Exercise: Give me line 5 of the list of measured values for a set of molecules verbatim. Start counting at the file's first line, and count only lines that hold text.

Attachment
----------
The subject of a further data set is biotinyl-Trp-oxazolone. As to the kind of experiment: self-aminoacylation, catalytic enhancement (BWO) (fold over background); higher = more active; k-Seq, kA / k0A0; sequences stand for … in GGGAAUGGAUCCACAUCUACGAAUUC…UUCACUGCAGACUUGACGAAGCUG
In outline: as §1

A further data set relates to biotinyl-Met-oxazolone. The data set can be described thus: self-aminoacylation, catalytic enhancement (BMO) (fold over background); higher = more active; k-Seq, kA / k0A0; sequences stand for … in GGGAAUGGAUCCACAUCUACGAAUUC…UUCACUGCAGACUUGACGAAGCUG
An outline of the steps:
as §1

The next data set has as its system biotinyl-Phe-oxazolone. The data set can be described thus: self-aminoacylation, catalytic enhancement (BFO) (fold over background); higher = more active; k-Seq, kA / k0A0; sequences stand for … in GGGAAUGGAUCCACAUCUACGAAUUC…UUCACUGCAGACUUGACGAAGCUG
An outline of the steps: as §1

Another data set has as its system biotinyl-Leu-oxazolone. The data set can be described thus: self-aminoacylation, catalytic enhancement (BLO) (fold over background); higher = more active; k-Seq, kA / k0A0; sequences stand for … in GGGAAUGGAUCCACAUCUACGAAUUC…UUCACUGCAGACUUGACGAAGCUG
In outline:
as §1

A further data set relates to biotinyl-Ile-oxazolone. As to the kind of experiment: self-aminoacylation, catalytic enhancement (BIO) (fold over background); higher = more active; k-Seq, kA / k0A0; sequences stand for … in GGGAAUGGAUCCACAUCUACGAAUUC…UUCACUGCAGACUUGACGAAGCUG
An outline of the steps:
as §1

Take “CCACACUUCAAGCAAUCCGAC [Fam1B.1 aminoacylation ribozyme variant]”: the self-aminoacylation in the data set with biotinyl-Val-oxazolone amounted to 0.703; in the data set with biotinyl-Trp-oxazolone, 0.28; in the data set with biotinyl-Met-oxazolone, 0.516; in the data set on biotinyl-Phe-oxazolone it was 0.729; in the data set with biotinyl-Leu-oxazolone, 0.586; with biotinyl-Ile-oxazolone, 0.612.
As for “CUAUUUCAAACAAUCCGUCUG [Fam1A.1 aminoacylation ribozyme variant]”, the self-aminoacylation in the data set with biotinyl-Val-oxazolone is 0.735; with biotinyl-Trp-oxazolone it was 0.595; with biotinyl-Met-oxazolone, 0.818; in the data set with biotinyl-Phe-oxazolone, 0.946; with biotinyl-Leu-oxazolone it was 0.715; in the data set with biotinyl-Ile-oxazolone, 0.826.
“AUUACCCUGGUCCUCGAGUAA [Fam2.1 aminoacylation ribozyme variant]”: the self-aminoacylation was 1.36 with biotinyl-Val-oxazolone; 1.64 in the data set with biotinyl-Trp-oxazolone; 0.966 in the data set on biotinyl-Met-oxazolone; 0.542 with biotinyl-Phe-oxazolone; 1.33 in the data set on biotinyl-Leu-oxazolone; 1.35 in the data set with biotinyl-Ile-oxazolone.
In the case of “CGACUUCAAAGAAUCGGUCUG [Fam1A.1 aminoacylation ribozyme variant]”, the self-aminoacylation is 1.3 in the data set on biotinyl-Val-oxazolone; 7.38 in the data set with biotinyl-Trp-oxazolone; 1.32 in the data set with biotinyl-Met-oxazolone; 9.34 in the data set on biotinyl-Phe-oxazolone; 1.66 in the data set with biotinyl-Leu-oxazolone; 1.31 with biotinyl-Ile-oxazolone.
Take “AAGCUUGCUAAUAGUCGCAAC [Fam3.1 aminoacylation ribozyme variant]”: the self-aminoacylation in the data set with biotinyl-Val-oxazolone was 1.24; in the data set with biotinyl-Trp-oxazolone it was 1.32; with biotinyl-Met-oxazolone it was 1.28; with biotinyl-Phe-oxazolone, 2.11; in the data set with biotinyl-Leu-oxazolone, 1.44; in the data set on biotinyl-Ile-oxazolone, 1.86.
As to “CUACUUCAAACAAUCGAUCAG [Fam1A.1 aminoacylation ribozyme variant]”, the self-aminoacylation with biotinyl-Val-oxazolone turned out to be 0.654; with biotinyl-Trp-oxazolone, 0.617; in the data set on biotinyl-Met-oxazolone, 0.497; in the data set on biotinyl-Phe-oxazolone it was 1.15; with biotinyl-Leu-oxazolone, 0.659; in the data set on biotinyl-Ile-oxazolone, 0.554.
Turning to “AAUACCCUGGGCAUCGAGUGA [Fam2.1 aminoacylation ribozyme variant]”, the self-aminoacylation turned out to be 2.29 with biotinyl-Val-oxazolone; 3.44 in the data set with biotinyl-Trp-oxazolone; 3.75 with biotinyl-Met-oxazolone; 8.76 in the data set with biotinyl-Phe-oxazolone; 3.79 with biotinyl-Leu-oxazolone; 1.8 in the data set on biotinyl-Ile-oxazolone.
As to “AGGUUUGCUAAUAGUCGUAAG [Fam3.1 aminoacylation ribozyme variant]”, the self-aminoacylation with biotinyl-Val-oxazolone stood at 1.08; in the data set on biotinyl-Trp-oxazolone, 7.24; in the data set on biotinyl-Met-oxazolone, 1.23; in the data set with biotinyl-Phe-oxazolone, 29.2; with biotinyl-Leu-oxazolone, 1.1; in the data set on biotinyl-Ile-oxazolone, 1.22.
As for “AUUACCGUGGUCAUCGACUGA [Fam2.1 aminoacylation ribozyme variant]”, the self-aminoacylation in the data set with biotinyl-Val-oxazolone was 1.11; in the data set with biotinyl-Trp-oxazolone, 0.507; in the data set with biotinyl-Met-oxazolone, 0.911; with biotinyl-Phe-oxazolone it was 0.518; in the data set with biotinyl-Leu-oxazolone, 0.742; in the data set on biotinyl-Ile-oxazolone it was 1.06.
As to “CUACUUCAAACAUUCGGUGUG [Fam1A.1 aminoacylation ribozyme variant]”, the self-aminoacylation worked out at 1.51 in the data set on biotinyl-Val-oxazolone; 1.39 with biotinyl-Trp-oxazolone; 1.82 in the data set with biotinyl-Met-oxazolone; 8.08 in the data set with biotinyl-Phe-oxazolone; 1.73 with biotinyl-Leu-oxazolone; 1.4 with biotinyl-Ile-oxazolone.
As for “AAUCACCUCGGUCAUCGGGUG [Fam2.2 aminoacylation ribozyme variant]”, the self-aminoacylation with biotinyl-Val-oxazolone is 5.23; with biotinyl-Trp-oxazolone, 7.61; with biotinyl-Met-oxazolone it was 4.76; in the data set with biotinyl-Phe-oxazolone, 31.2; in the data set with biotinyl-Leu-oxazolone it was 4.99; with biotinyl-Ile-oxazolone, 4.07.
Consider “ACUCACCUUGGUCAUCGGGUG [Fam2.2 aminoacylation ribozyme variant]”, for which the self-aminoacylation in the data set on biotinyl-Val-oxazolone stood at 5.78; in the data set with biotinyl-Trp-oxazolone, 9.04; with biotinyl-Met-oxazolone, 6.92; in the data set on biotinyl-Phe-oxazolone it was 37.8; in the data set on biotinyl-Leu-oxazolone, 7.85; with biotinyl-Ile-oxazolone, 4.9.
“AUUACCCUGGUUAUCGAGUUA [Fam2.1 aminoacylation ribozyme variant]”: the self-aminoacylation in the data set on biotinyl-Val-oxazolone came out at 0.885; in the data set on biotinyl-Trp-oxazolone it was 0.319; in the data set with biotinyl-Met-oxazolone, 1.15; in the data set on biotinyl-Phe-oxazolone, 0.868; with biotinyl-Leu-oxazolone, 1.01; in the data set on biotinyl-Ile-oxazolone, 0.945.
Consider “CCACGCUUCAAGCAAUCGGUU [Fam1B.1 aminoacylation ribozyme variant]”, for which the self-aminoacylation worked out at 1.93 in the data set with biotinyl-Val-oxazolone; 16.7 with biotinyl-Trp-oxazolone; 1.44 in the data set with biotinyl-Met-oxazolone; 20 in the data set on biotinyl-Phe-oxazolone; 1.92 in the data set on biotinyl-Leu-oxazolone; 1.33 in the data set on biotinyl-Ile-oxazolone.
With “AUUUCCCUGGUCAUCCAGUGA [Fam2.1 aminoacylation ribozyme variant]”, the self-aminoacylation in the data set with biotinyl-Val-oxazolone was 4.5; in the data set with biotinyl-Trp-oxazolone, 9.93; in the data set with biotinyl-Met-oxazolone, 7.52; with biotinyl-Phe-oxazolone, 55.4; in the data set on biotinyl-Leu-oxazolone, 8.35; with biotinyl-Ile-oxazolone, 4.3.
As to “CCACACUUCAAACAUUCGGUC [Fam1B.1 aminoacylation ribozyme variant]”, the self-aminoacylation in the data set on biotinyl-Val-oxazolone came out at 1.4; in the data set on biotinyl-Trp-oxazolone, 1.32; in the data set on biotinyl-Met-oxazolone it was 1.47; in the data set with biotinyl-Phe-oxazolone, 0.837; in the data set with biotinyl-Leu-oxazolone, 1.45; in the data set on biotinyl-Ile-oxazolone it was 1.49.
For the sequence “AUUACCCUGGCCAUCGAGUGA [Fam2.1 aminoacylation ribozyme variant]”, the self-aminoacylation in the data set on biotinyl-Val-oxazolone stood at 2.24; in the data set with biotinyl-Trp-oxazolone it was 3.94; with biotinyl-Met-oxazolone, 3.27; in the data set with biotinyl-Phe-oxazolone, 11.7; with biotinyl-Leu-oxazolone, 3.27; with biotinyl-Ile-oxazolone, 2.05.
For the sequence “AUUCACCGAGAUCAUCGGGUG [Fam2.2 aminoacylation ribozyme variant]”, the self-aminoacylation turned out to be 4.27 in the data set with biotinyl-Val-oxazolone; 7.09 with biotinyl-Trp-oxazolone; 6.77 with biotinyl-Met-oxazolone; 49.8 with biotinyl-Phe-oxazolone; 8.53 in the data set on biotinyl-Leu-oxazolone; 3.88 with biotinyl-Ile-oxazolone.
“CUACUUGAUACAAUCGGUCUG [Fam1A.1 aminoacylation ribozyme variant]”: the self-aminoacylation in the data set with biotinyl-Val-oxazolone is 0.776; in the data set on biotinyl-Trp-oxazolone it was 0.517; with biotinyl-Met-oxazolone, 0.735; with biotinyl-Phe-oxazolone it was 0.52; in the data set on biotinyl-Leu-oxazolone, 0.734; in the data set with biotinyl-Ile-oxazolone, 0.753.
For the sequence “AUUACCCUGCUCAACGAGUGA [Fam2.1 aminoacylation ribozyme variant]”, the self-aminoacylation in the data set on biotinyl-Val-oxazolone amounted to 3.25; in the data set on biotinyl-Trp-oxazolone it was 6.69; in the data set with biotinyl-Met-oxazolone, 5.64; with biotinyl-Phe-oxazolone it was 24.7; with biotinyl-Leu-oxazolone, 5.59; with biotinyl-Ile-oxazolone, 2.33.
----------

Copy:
as §1